£1.1m research project aims to improve uptake of home kidney dialysis treatments
A new study being carried out in collaboration with the University of Birmingham could save the NHS up to £45m over three years by increasing the number of dialysis patients whose treatment takes place at home.
Funded by the National Institute for Health Research (NIHR), the study will focus on the reasons why home therapies are not used more equally and fairly by kidney centres across the country, as well as designing and testing possible solutions to improve the uptake of home therapies.
Called Inter-CEPt (“Intervening to eliminate the centre-effect variation in home dialysis use”), the research builds on previous collaborations and is a multi-disciplinary project integrating ethnographic and statistical expertise from Keele University, health policy researchers from the University of Birmingham and health economists from the University of Sheffield.
Around 30,000 kidney failure patients in the UK currently manage their condition with dialysis, either at home or by travelling to their local dialysis unit as an out-patient, where it is provided by healthcare staff.
Although national guidelines encourage the use of home dialysis, the uptake is limited and varies greatly by treatment centre. Some centres offer home treatments more than others, with provision varying between two and 28 per cent of patients requiring kidney replacement therapy.
Having dialysis at home is associated with improved clinical outcomes, treatment satisfaction and patient autonomy. It has also been safer for patients during the Covid-19 pandemic.
Recent research by the Renal Registry has also found that certain groups in society were less likely to have home therapy, with patients from Black, Asian and Minority Ethnic (BAME) groups, and those from poorer or more disadvantaged backgrounds being particularly affected.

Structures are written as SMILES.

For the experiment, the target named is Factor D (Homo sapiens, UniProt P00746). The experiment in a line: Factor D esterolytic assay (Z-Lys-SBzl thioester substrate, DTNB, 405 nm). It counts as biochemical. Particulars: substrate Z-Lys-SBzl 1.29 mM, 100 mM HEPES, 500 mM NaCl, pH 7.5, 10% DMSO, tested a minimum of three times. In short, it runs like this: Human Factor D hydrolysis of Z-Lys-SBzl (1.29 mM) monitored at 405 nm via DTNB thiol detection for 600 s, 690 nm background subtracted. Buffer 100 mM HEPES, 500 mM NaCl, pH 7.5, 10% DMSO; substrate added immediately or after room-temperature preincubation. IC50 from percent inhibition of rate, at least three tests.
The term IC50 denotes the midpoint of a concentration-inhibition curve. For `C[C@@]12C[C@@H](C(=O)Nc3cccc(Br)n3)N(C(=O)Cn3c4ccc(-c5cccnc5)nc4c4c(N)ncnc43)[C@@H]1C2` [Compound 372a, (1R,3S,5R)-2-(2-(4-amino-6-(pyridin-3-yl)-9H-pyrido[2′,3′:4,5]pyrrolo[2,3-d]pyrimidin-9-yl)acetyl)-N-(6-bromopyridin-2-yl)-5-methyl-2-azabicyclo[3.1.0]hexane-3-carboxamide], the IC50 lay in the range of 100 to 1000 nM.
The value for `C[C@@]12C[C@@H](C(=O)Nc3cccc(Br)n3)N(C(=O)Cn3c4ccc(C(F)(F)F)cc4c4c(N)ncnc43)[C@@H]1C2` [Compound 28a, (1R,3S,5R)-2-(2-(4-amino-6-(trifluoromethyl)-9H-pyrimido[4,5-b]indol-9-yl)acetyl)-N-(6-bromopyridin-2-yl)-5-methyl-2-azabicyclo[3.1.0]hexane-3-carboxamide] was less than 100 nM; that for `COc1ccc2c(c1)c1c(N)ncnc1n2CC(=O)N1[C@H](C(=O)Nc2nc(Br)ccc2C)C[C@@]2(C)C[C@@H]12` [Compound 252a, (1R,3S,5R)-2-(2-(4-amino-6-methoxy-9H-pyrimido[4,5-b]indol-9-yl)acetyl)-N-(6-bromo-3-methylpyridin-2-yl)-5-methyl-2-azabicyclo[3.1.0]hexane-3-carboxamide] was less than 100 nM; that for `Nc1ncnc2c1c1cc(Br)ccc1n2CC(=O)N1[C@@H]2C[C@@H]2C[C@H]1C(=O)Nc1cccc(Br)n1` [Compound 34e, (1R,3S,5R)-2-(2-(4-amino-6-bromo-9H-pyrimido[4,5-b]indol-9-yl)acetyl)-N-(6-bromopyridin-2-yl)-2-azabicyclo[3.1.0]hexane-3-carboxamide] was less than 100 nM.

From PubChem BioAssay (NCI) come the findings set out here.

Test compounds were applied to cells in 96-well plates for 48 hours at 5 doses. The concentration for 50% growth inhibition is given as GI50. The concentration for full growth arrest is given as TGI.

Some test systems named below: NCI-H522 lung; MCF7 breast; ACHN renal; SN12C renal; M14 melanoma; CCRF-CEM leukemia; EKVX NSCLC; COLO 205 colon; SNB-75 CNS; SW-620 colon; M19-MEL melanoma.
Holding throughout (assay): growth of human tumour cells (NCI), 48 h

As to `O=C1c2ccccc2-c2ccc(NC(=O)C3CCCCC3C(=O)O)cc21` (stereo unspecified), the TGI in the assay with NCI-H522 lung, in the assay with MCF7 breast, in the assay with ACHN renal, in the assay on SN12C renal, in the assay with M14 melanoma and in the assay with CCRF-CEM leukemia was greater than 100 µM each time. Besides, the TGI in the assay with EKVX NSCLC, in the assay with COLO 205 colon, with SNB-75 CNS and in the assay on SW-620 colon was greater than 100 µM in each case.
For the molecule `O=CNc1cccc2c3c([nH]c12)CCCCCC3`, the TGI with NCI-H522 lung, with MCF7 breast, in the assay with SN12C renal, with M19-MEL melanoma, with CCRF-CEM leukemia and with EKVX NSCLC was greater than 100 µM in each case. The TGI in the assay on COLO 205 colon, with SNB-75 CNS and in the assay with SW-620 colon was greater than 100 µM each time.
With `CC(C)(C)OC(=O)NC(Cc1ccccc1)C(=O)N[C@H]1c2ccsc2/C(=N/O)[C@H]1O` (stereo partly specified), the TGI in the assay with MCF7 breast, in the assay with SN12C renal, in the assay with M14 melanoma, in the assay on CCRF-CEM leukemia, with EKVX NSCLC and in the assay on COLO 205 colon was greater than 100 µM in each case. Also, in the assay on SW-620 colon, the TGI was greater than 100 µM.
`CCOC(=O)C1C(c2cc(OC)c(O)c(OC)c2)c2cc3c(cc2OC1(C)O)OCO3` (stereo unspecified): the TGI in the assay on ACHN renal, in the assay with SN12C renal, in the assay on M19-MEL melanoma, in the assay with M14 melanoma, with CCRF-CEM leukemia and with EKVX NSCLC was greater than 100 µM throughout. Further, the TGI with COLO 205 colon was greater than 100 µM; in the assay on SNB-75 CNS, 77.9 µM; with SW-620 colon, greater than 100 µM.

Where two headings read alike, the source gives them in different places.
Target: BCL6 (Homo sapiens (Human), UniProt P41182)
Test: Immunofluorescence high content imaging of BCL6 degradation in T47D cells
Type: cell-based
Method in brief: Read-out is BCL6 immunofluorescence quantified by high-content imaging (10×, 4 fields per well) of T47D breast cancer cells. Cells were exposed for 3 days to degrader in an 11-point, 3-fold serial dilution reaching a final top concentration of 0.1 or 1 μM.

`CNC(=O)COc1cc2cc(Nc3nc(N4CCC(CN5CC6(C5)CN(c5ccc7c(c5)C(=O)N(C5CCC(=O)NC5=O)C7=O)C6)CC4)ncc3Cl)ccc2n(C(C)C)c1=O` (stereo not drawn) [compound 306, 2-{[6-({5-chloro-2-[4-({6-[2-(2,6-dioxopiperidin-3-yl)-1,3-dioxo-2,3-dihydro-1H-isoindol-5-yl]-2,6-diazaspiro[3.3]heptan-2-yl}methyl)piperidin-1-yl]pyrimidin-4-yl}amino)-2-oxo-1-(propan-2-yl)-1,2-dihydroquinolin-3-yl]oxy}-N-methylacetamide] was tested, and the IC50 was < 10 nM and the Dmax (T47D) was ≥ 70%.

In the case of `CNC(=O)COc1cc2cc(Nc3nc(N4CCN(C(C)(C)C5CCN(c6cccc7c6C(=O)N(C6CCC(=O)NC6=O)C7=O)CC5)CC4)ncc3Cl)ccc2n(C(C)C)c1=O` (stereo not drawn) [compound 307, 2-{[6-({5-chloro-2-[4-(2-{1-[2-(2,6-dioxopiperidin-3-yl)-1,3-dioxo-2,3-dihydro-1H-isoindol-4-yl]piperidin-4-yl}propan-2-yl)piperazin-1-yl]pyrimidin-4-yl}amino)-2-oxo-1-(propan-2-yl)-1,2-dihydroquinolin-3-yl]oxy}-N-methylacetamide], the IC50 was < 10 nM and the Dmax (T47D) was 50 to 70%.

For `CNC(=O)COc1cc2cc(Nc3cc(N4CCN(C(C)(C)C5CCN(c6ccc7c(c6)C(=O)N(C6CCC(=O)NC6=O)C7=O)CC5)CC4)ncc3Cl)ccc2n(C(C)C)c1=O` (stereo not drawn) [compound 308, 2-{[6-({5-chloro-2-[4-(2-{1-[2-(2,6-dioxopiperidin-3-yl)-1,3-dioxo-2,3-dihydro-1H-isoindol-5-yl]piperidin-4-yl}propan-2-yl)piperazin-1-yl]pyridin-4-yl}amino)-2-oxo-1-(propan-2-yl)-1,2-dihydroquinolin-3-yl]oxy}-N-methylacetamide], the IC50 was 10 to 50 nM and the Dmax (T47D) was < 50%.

This research aims to change the uptake and availability of home dialysis treatments, by using a five-stage approach to assess the main factors affecting home dialysis availability, which will allow the researchers to develop a practical and feasible approach for dialysis centres to make these treatments more accessible.
The research team includes Dr Iestyn Williams and Dr Kerry Allen, of the University of Birmingham’s College of Social Sciences, and Dr Sarah Damery, Institute of Applied Health Research, University of Birmingham.
Dr Williams, Reader in Health Policy and Management at the University of Birmingham, said: “It is really important that the most effective treatments are accessed by everyone, including marginalised and disadvantaged groups. This study will be crucial in helping us to understand how this can be achieved.”
Professor Simon Davies, of Keele University’s School of Medicine said: “We will use in-depth knowledge of what constitutes a strong and equitable home therapies programme to inform a wider survey of dialysis unit practices linked to patient outcomes.
“This will allow us to develop a bundle of interventions designed to support inclusion of those patients into home therapies who may not currently benefit from this treatment option.”
Professor Lisa Dikomitis, also of Keele University, added: “I am delighted to be part of this timely and important study, which is underpinned by a robust patient and public involvement and engagement strategy.
“Ethnographic and qualitative data will provide us with a better understanding of why certain groups in our society are less likely to have home therapy and how we can improve the uptake of such therapies.”
Dr James Fotheringham, of the University of Sheffield, who leading the health economics research for the study, said: “The internationally renowned expertise in health economics which the School of Health and Related Research brings to this project, ensures that the costs and benefits of these important treatments are fully understood so they can inform policy and clinical practice.”
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